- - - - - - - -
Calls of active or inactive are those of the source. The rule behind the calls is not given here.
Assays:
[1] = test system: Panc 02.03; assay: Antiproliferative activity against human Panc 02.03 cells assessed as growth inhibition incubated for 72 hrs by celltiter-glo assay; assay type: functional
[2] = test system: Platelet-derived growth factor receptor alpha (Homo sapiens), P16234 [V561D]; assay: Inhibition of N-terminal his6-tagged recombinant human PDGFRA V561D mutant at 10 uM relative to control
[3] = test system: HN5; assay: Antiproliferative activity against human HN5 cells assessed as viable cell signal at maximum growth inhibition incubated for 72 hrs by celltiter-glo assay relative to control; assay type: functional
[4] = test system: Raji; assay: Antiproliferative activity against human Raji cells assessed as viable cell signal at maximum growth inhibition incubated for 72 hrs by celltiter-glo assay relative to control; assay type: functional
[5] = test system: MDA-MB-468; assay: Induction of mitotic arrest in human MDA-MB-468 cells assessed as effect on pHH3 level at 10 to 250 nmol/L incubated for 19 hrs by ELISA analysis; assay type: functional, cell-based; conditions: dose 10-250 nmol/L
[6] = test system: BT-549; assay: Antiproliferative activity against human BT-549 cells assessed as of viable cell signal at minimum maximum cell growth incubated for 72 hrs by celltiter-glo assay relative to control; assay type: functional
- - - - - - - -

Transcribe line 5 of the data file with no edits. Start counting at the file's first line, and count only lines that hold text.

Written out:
[3] = test system: HN5; assay: Antiproliferative activity against human HN5 cells assessed as viable cell signal at maximum growth inhibition incubated for 72 hrs by celltiter-glo assay relative to control; assay type: functional